How Dry-Aging Takes Meat from Ordinary to Extraordinary

If you described the dry-aging process to most people, they’d recoil a little. “You see, instead of serving the fresh meat,” says Pat LaFrieda, “we hang it in a dark room for a month, sometimes four months, and let it decompose until it develops a thick black mold on it. Then we sell it for double the price.”

While the thought of consuming meat so described may go against our survival instincts, it’s how regular beef realizes its full, most intense potential—how something ordinary becomes extraordinary.

“That beef is completely enhanced, like taking the water out of spinach or reducing a sauce,” says LaFrieda, who’s the CEO of Pat LaFrieda Meat Purveyors and the de facto authority on dry-aging. He provides meat to most of the best restaurants in the U.S. (Eleven Madison ParkGotham Bar & Grill, and Union Square Cafe, to name just a few), with 7,500 cuts of meat—mostly short ribs, primal cuts, and ribeyes—currently hanging in his company’s New Jersey aging room. Most chefs, he says, prefer the price-to-quality ratio of 30-day-aged meat. But Meat Purveyors offers up to 120-day-aged, during which time a cut of beef will lose 35 percent of its original weight.

“It’s a reduction of moisture and decomposition,” LaFrieda explains. “You’re peeling off water that’s coming to the eye of the muscle. Decomposition is where you get the intensified flavor.”  It doesn’t rot, LaFrieda explains, because he keeps it in a controlled atmosphere, with high air circulation at about 80 percent humidity.

That decomposition means that the collagen and proteins in the meat break down during the aging process, resulting in a simultaneously firm yet tender steak. “If you held a fresh steak by its edge, it would droop down,” explains LaFrieda. “But one that comes out of the dry-age room, you can hold it out like a stick of butter. So when your teeth bite through it, it doesn’t resist.”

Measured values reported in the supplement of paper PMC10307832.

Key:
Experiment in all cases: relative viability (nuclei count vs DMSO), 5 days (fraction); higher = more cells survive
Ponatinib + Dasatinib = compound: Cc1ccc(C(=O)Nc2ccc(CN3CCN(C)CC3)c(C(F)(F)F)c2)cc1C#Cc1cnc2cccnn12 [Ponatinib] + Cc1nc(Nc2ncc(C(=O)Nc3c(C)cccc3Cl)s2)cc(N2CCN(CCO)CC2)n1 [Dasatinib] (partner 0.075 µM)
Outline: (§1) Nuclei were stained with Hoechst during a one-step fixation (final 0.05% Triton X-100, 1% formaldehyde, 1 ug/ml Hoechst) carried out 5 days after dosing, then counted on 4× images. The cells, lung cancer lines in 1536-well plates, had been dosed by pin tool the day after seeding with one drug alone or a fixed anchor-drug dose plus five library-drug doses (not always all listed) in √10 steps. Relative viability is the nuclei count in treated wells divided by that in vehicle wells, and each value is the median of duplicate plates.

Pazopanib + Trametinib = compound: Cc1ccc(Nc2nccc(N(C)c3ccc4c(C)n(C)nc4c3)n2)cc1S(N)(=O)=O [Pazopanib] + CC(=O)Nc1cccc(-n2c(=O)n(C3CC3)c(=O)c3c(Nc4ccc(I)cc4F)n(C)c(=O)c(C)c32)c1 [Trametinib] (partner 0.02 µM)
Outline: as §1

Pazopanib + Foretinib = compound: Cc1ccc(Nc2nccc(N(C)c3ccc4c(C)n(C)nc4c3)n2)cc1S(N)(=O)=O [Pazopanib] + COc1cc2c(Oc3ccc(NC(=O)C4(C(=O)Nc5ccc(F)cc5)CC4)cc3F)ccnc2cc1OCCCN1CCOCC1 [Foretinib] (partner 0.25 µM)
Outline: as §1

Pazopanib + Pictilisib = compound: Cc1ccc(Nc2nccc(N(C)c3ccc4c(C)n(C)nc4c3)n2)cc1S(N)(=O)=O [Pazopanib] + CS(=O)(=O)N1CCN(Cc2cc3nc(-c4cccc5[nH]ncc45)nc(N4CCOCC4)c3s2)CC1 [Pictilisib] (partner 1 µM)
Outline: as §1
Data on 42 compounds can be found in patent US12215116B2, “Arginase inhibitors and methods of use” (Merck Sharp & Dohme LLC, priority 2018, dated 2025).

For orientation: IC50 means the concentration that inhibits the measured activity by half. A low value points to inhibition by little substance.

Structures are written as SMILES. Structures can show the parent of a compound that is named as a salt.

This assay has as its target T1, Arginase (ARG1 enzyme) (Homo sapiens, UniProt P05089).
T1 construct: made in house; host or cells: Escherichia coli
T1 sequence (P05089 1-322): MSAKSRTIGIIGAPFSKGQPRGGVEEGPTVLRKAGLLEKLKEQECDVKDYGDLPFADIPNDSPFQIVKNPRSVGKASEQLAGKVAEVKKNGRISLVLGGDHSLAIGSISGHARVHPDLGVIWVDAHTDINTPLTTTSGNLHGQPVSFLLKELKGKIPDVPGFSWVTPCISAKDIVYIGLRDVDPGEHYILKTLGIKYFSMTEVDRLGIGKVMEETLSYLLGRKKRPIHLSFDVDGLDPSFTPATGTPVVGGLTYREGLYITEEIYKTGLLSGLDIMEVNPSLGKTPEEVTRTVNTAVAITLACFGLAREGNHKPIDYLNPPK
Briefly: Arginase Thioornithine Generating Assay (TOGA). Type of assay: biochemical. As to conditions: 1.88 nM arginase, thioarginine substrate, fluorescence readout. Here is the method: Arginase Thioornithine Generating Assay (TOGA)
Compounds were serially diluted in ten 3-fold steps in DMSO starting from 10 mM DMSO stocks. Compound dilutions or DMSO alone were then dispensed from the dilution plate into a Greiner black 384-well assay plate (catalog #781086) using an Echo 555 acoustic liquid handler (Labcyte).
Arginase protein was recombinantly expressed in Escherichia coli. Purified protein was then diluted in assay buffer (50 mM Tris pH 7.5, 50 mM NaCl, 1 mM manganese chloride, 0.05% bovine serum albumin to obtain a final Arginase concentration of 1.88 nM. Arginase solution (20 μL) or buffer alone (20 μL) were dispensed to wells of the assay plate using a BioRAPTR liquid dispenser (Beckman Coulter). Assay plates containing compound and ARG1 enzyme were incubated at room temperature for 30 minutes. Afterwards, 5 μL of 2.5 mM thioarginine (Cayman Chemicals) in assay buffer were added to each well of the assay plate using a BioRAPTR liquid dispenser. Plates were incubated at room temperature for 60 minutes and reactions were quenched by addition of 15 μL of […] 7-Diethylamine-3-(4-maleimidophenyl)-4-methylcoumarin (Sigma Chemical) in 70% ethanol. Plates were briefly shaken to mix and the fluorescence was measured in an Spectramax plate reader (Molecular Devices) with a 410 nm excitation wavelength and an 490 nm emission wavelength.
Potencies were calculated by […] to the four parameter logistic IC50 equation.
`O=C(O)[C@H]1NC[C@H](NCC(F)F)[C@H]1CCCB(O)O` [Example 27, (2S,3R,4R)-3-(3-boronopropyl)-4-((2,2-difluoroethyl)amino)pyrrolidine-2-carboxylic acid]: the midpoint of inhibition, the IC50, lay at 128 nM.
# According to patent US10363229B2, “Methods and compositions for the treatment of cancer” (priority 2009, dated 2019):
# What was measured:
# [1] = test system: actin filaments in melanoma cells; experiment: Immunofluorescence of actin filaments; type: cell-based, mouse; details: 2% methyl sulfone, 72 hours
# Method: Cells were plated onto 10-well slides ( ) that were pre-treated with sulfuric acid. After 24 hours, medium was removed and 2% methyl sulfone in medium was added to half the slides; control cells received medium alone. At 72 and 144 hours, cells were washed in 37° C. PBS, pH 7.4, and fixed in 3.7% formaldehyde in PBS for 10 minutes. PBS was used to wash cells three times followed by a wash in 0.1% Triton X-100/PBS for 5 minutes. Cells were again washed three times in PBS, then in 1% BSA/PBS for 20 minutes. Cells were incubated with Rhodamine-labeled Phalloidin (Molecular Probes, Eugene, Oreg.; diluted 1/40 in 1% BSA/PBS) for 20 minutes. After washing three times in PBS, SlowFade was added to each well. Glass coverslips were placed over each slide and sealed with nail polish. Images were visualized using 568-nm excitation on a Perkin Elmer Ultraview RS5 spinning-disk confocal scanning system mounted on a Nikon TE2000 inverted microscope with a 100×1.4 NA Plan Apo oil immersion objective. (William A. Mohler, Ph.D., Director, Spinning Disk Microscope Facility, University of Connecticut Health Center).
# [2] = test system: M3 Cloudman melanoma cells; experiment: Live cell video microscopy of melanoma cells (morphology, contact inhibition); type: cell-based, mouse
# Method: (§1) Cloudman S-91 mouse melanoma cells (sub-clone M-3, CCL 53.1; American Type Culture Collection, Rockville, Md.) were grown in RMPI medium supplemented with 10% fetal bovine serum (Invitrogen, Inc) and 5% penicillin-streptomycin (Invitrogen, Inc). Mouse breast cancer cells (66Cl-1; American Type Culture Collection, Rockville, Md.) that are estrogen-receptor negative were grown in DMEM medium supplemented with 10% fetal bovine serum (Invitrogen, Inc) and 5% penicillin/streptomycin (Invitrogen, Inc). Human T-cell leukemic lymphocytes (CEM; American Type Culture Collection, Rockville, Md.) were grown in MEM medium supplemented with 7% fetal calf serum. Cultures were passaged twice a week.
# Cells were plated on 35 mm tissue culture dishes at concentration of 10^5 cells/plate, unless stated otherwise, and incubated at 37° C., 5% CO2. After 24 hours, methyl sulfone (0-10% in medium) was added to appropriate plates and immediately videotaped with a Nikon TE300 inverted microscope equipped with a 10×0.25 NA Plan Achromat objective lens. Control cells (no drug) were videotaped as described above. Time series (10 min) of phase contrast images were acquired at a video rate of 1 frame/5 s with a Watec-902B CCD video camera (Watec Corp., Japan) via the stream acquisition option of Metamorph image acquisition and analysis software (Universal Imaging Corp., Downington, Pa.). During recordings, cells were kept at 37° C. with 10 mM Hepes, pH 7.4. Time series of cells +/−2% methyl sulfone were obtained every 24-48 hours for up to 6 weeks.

And just like reducing a sauce, the evaporation of water intensifies that “beefy” flavor. It develops a muskier, funkier taste; some have compared it to cave-aging blue cheese. The fat also oxidizes, creating an intoxicating umami flavor that fresh beef simply doesn’t have. The end result? The beefiest beef that beef can get. To use wine as a metaphor, if a regular steak is rosé dry-aged beef is a chewy, complex Cabernet.

As for his personal taste, La Frieda says 45 to 55-day-aged is his everyday ideal. “If it’s a Saturday night and I want to treat myself, then I’d do the 120-day-aged,” he says. “It just has a lot more flavor, like a big red wine. I’ve also had 120-day-aged sliced thin into carpaccio.”

Trial and error is how he and his team discovered 120 days to be the outer limits of dry-aging. “We tried doing five months,” he says, “But there’s just diminishing returns. The flavor starts to get negative and you don’t have that sweetness.”

Anything he wouldn’t age?

“Domestic lamb,” he says. “Some people are aging it and it’s twice the price. But the reason you buy American lamb is because it’s sweet and subtle and not gamey. Why would you put that in an aging room and make it funky?”

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